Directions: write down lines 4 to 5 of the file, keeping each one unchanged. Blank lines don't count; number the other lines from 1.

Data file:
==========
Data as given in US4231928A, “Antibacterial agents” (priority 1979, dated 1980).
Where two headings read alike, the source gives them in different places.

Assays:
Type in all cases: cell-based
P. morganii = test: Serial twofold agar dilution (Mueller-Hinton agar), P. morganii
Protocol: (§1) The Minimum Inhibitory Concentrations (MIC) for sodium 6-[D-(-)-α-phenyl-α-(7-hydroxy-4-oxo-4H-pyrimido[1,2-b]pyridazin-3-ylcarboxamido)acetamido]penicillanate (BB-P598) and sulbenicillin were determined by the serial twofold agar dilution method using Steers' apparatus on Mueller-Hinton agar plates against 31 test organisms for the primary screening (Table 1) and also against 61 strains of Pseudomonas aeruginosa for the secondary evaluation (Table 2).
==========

Type in all cases: cell-based
P. morganii = test: Serial twofold agar dilution (Mueller-Hinton agar), P. morganii